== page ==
But the Bethlehem Checkpoint makes sense – it is the official entry from one state, Palestine, into another, Israel – albeit totally under the authority of Israel because of the Occupation.  It should be similar to the border checkpoints between any two nations.  But while monitoring this checkpoint this morning, it occurred to me what an embarrassment it is for Israel.  This should be the welcome station, the information center, the grand entrance into a beautiful and proud country.  After years of staffing this checkpoint, the well-trained army of Israel should have this down to a science – and an art! They should be proud to receive people from around the world here.

But instead, it is a dirty, ugly entrance, staffed by inexperienced, often inefficient soldiers, police, and security forces, that rarely runs well.  Mired in discrimination, it doesn’t open for Palestinians until 5 am (on good days) – though I am told the internationals other than Palestinians can get thru whenever they arrive. When the Palestinians get there, they must wait in long, fenced-in ramps until they reach a crude cut-thru in the Wall, then they move into the terminal.  It often opens late, the three metal detectors are very rarely ever all working – and are insufficient even when they are.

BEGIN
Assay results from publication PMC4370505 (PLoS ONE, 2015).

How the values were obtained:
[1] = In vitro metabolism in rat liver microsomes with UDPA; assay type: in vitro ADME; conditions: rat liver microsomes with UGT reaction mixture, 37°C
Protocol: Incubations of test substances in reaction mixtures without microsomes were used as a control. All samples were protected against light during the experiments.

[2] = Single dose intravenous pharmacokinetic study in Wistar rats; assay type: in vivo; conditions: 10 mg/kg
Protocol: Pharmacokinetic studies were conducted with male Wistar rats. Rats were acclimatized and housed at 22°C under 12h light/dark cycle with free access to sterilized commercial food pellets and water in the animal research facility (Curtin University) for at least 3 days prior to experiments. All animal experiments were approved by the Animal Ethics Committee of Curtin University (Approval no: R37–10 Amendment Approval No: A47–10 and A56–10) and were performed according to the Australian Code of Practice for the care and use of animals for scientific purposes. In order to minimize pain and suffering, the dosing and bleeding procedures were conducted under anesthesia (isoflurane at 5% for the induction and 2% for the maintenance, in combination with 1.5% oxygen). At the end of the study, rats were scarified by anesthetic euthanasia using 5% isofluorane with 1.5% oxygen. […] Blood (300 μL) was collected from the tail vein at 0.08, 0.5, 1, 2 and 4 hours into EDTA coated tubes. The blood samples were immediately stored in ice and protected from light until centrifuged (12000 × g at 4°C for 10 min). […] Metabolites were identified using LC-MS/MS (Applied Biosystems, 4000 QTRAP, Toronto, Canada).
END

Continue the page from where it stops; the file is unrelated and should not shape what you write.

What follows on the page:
The “humanitarian” gate for women, the elderly, and those who are physically challenged, has only been opened on Ramadan Fridays.  There’s nothing friendly or welcoming anywhere at the checkpoint – there’s garbage all over the grounds, few places to sit and rest, and the soldiers remain anonymously aloof (and scary!) in their dark enclosures. 

Israel could do better.  Tel Aviv, where many internationals enter the country is beautiful and clean and welcoming.  The “herding of animals” feel at this entrance that so many people speak of when visiting the checkpoint, isn’t necessary for security.  It seems to be simply a disregard for the dignity of a people, whom the Israeli government seems to enjoy demeaning and treating in the worst possible way. Yet, in the end, the conditions here reflect more negatively on the Israeli government than on the Palestinian people.  My hope is that international tourists will stop riding thru the checkpoint in buses and start walking thru like the Palestinians – my guess is that would bring changes that would allow me to look forward to watching as Israel welcomes all people into their country. 

peace/salaam – Pastor Pat